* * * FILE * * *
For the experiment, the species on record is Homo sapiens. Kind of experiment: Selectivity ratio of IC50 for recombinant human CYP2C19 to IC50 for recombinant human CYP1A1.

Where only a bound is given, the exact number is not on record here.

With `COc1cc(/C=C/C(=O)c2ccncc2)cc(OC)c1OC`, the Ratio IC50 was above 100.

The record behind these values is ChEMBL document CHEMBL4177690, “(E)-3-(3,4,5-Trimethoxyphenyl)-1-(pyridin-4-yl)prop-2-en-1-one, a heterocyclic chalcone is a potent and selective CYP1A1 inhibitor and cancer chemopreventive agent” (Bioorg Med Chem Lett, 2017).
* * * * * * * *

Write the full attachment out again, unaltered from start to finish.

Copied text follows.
For the experiment, the species on record is Homo sapiens. Kind of experiment: Selectivity ratio of IC50 for recombinant human CYP2C19 to IC50 for recombinant human CYP1A1.

Where only a bound is given, the exact number is not on record here.

With `COc1cc(/C=C/C(=O)c2ccncc2)cc(OC)c1OC`, the Ratio IC50 was above 100.

The record behind these values is ChEMBL document CHEMBL4177690, “(E)-3-(3,4,5-Trimethoxyphenyl)-1-(pyridin-4-yl)prop-2-en-1-one, a heterocyclic chalcone is a potent and selective CYP1A1 inhibitor and cancer chemopreventive agent” (Bioorg Med Chem Lett, 2017).